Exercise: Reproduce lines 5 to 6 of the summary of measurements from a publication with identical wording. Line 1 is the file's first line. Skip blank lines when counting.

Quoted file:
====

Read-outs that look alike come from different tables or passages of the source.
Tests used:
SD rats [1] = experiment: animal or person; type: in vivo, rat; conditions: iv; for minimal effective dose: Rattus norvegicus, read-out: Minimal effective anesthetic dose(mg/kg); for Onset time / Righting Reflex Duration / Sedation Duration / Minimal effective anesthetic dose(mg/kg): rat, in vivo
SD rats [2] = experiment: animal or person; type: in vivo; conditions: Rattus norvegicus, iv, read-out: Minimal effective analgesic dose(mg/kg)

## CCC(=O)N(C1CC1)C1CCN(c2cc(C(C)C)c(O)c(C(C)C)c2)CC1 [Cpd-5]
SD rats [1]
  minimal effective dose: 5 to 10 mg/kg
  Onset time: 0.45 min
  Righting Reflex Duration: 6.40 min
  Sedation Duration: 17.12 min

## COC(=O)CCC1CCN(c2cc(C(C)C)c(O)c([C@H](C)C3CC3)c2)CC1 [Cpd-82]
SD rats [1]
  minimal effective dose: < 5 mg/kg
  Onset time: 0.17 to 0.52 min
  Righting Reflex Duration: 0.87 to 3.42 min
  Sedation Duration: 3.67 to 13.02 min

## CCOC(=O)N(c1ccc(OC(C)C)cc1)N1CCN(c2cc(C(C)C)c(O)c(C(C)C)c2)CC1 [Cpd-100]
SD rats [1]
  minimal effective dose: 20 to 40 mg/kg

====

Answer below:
## CCC(=O)N(C1CC1)C1CCN(c2cc(C(C)C)c(O)c(C(C)C)c2)CC1 [Cpd-5]
SD rats [1]